Every business survives primarily on customers. You can’t start a business without an ongoing strategy of winning and keeping customers. Your customer is your business and your business is your customer.

Rick Tate, senior managing partner at the Impact Achievement Group and an internationally recognized expert on service quality once said, ” Merely satisfying customers will not be enough to earn their loyalty. Instead, they must experience exceptional service worthy of their repeat business and referral. Understand the factors that drive this customer revolution.”

Competition has always been fierce in every industry. Treat your customers well or they will find another business who will. People have options. But they choose you because of something you are doing right. Be so good at delivering great service that your customers will talk about you even in their usual conversations.

You’ve got to be consistently better and smarter at attracting and keeping customers than your competitors are. That’s probably a daunting challenge, but if you study what your customers really want, you will have all the ideas to pull if off and retain your most important asset as a business. These are some of the creative ways new businesses can win and retain customers.

1. Don’t ever forget to say THANKS!

It can be face to face, over the phone or via written thank you notes. Customers like to feel appreciated. Thank you notes are probably the most powerful way to do it. Start sending handwritten thank you notes and letters if you can. Customers know when you care.

One of the best things a new business can do is to send handwritten “thank you” notes to its early customers. You will definitely stand out. Handwritten letters are more personal to clients and set you apart from your competitors.

And they will talk about it to their friends. If the top 20% of your customers generate 80% of your income, that is even more necessary to let them know how much you appreciate their business.

Sending handwritten thank you letters may seem overwhelming for businesses with thousands or millions of customers, but when you are starting out, make things personal.

2. Celebrate with customers on special occasions

Not every business send out holiday or special occasion cards. Send thank-you notes on Bank Holidays, Thanksgiving, Valentine Day and even on Christmas holidays. If you know your top customers’ birthdays, send out birthday cards too.

Celebrate with them. And they will stay with you as long as you are in business. Even if they don’t become loyal customers for life, the word of mouth referrals alone is worth the budget. Remember, small gestures can make a lasting impact.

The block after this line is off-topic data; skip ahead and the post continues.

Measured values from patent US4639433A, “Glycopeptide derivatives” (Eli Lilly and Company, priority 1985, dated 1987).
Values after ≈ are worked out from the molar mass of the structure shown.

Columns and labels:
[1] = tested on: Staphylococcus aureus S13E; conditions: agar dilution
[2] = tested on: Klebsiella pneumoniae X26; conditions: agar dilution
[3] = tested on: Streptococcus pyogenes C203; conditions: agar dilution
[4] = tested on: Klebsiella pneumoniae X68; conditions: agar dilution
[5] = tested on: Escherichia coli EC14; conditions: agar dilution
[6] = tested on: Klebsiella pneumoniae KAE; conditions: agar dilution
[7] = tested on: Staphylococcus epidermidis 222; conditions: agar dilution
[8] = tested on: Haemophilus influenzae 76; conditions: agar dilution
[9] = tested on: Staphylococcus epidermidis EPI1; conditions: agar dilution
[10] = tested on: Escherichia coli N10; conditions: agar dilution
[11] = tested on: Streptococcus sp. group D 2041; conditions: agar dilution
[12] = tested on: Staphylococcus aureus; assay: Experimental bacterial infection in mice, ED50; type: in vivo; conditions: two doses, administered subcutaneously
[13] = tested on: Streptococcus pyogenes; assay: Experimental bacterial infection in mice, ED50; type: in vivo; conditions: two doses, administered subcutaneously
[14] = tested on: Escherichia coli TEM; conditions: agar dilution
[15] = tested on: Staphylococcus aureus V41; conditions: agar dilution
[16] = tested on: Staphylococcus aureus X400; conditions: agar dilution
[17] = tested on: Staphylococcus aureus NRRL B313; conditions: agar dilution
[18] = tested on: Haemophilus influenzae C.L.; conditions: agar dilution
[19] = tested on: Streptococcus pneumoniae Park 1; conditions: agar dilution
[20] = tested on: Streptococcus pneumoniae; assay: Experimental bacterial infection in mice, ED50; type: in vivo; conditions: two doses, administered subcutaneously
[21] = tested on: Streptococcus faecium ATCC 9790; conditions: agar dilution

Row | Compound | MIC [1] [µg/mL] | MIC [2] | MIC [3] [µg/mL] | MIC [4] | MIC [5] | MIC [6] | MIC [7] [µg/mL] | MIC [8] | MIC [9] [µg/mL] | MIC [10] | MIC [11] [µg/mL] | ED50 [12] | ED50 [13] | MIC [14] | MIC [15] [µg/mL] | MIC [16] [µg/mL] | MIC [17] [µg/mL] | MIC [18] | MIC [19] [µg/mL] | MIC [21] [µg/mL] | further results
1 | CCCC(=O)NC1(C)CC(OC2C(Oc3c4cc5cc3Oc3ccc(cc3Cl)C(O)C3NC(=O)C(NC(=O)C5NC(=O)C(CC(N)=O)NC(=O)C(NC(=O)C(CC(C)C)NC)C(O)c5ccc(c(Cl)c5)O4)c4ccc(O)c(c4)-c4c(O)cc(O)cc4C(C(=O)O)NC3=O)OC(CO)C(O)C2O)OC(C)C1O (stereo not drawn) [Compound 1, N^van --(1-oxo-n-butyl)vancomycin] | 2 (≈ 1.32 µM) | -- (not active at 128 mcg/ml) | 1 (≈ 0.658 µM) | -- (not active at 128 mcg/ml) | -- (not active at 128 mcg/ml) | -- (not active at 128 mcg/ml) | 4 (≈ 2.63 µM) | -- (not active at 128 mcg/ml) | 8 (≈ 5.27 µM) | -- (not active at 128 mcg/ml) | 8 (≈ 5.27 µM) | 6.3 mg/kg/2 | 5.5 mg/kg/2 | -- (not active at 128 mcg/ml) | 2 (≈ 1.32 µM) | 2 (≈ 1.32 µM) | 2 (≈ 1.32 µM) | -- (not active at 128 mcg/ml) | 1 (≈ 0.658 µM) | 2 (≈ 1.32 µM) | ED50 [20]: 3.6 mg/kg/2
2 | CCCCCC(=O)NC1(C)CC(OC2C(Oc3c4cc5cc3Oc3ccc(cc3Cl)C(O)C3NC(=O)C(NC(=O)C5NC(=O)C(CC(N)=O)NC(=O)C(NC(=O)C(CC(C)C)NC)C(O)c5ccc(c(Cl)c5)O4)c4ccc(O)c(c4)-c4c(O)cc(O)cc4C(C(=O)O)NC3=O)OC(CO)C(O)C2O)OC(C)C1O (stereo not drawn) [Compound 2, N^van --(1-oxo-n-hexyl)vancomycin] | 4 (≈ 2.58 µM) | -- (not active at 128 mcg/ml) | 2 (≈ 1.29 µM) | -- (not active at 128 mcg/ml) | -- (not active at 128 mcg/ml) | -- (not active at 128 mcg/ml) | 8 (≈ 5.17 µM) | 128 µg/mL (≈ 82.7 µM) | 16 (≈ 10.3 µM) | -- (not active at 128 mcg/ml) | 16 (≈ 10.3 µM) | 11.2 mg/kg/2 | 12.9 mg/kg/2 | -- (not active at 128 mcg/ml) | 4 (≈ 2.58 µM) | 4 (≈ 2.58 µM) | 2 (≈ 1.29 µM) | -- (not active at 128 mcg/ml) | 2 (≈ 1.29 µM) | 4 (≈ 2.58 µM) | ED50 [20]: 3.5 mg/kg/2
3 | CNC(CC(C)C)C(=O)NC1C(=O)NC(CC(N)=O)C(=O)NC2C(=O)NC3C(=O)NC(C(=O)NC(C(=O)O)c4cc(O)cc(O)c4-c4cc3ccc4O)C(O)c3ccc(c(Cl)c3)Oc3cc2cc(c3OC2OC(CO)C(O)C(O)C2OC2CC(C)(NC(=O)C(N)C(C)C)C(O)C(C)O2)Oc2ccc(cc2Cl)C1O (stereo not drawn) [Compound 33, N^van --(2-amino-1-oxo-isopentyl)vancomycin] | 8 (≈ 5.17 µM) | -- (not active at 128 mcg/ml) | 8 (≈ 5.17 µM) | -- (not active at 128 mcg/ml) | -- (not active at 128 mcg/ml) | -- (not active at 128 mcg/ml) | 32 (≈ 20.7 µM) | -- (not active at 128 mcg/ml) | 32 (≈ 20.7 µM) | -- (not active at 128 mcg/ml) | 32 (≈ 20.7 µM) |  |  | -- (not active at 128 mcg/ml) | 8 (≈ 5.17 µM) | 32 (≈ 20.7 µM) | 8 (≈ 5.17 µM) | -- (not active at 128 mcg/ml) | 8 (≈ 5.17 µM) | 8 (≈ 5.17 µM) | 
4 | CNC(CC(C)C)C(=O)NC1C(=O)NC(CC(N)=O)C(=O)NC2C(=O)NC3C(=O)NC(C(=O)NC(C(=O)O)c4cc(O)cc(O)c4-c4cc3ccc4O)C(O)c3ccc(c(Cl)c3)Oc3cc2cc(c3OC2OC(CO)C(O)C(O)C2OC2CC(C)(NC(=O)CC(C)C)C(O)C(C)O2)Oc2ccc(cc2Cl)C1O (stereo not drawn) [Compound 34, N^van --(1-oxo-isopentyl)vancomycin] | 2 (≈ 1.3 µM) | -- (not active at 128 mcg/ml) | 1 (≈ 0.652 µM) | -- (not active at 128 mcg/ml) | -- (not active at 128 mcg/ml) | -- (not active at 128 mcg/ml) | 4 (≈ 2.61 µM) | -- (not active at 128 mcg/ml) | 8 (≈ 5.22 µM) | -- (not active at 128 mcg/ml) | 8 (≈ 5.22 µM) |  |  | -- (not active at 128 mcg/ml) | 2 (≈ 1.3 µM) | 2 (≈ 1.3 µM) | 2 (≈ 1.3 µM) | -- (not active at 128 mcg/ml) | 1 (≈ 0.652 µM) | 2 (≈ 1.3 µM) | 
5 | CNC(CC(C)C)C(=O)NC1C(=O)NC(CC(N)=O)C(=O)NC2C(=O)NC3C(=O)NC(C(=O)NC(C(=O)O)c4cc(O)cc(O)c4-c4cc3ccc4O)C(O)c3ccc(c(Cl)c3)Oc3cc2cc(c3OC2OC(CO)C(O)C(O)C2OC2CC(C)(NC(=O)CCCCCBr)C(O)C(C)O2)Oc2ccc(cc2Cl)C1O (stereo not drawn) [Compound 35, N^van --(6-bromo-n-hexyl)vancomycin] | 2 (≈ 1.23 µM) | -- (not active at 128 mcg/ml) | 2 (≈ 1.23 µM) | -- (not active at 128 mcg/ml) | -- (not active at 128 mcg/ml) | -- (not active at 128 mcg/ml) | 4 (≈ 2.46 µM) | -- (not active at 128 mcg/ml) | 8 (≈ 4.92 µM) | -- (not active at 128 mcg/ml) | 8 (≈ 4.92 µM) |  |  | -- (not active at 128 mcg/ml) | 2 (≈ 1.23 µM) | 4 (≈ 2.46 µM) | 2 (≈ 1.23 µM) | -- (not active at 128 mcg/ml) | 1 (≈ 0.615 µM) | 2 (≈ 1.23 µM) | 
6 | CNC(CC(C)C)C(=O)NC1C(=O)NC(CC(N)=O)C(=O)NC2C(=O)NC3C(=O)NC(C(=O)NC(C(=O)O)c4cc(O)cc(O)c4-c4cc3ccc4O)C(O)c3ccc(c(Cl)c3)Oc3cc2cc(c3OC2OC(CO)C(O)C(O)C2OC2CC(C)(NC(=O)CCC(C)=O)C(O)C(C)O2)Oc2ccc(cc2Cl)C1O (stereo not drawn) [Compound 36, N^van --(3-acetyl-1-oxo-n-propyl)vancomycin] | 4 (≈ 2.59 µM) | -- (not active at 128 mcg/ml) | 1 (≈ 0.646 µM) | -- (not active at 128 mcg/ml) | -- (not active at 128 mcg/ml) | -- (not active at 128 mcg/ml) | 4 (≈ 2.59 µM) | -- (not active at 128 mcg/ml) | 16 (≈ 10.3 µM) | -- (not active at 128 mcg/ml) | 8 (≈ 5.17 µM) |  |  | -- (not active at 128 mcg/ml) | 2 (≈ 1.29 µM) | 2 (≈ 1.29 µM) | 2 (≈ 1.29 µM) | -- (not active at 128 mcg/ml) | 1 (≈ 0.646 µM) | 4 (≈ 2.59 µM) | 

Related: Essential Customer Service Tips For Your New Startup

3. Check in with customers when they least expect it

Most new businesses with minimal budgets can’t go toe-to-toe with the big guys on price, amazing customer service should be your winning proposition. Send follow-up emails to check in with customers after a purchase and see how they are doing. You can also send emails to solicit for feedback, positive or negative.

Find out if you are doing a good job, and if there are problems react quickly. It’s very important to establish personal relationship with your customers. Let them know you care about their experience with your company.

Imagine the impression a business would leave if after buying a product, you got an email from management asking if you’ve had problems using it or if there is anything they can do to help you. Pretty impressive stuff. Companies like Zappos, do amazing stuff for customers who buy from them. And people share their personal stories online all the time.

4. Be undeniably good at what you do

No marketing effort or social media buzzword can be a substitute for being the best at the one thing you say you do. Deliver on your promise. Under promise and over deliver. Exceed expectations at all times. Leave a positive impression on your customer.

Being amazing at your job takes time and practice. Your employees should know that they represent your business at all times. If a customer has a problem, and you are the person that received the information, it is your responsibility to see it through. You may not make the final decision, but the impression you leave when a prospective customer or existing customer makes contact can have a positive or negative impression about your business.